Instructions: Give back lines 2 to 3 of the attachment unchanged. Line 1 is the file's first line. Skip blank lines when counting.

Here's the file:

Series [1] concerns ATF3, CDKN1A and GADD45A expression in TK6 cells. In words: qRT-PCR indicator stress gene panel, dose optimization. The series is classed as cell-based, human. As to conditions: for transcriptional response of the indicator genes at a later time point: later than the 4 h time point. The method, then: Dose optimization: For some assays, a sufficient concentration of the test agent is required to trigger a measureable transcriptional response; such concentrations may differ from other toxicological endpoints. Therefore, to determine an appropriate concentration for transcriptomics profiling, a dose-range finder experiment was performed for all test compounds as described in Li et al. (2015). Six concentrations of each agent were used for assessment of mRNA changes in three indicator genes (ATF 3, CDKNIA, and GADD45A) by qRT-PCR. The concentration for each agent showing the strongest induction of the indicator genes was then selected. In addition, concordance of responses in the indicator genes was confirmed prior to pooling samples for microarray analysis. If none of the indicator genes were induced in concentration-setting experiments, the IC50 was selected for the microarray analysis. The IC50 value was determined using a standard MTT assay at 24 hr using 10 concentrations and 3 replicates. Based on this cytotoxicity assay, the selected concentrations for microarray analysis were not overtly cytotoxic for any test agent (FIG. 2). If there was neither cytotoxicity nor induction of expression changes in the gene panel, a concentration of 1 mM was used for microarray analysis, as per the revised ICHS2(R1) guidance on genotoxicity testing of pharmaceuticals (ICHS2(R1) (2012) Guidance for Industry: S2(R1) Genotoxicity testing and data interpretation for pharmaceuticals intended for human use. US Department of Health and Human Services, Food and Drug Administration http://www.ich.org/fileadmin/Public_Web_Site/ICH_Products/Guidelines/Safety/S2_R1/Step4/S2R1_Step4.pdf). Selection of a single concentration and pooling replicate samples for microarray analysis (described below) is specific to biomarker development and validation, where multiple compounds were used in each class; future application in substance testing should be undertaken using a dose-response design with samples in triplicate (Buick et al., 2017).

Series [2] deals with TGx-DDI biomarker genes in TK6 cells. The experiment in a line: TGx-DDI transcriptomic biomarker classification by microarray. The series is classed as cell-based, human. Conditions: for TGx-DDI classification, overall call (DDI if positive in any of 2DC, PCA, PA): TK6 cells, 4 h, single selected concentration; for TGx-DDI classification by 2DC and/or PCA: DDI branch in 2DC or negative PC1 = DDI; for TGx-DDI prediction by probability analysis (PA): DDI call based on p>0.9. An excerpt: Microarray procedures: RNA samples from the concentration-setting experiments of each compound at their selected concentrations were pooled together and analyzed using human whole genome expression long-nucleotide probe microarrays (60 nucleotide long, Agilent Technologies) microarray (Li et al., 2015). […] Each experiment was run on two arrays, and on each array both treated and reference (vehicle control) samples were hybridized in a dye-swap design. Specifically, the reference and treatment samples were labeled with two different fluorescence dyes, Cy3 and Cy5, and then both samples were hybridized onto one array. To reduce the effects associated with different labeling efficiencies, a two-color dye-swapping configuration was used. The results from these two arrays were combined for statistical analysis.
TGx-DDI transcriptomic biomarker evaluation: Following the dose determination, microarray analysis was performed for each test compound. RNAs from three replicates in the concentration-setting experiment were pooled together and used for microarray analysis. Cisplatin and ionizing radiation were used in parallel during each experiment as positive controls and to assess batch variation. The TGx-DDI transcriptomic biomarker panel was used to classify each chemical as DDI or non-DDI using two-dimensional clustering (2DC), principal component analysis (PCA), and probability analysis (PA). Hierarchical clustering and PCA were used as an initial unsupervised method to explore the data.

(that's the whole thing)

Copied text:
Series [2] deals with TGx-DDI biomarker genes in TK6 cells. The experiment in a line: TGx-DDI transcriptomic biomarker classification by microarray. The series is classed as cell-based, human. Conditions: for TGx-DDI classification, overall call (DDI if positive in any of 2DC, PCA, PA): TK6 cells, 4 h, single selected concentration; for TGx-DDI classification by 2DC and/or PCA: DDI branch in 2DC or negative PC1 = DDI; for TGx-DDI prediction by probability analysis (PA): DDI call based on p>0.9. An excerpt: Microarray procedures: RNA samples from the concentration-setting experiments of each compound at their selected concentrations were pooled together and analyzed using human whole genome expression long-nucleotide probe microarrays (60 nucleotide long, Agilent Technologies) microarray (Li et al., 2015). […] Each experiment was run on two arrays, and on each array both treated and reference (vehicle control) samples were hybridized in a dye-swap design. Specifically, the reference and treatment samples were labeled with two different fluorescence dyes, Cy3 and Cy5, and then both samples were hybridized onto one array. To reduce the effects associated with different labeling efficiencies, a two-color dye-swapping configuration was used. The results from these two arrays were combined for statistical analysis.
TGx-DDI transcriptomic biomarker evaluation: Following the dose determination, microarray analysis was performed for each test compound. RNAs from three replicates in the concentration-setting experiment were pooled together and used for microarray analysis. Cisplatin and ionizing radiation were used in parallel during each experiment as positive controls and to assess batch variation. The TGx-DDI transcriptomic biomarker panel was used to classify each chemical as DDI or non-DDI using two-dimensional clustering (2DC), principal component analysis (PCA), and probability analysis (PA). Hierarchical clustering and PCA were used as an initial unsupervised method to explore the data.